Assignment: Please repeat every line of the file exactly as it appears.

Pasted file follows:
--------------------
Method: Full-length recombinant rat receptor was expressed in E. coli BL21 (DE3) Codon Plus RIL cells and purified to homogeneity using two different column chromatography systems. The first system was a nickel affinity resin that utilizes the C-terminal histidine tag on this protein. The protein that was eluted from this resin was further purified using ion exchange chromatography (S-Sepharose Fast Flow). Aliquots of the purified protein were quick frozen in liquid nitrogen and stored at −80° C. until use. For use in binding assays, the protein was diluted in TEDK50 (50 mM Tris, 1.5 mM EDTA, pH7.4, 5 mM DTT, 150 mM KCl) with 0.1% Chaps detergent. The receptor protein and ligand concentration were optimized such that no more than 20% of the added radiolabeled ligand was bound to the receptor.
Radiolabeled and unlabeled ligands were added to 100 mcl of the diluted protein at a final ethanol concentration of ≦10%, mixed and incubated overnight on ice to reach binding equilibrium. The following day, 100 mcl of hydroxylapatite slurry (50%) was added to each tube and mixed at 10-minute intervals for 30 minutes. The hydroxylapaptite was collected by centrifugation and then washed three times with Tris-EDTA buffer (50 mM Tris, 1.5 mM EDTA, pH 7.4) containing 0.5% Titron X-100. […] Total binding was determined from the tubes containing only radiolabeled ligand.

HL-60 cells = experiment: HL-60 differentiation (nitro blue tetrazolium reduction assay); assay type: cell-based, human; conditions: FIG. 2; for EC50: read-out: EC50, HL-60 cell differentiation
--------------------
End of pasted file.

Method: Full-length recombinant rat receptor was expressed in E. coli BL21 (DE3) Codon Plus RIL cells and purified to homogeneity using two different column chromatography systems. The first system was a nickel affinity resin that utilizes the C-terminal histidine tag on this protein. The protein that was eluted from this resin was further purified using ion exchange chromatography (S-Sepharose Fast Flow). Aliquots of the purified protein were quick frozen in liquid nitrogen and stored at −80° C. until use. For use in binding assays, the protein was diluted in TEDK50 (50 mM Tris, 1.5 mM EDTA, pH7.4, 5 mM DTT, 150 mM KCl) with 0.1% Chaps detergent. The receptor protein and ligand concentration were optimized such that no more than 20% of the added radiolabeled ligand was bound to the receptor.
Radiolabeled and unlabeled ligands were added to 100 mcl of the diluted protein at a final ethanol concentration of ≦10%, mixed and incubated overnight on ice to reach binding equilibrium. The following day, 100 mcl of hydroxylapatite slurry (50%) was added to each tube and mixed at 10-minute intervals for 30 minutes. The hydroxylapaptite was collected by centrifugation and then washed three times with Tris-EDTA buffer (50 mM Tris, 1.5 mM EDTA, pH 7.4) containing 0.5% Titron X-100. […] Total binding was determined from the tubes containing only radiolabeled ligand.

HL-60 cells = experiment: HL-60 differentiation (nitro blue tetrazolium reduction assay); assay type: cell-based, human; conditions: FIG. 2; for EC50: read-out: EC50, HL-60 cell differentiation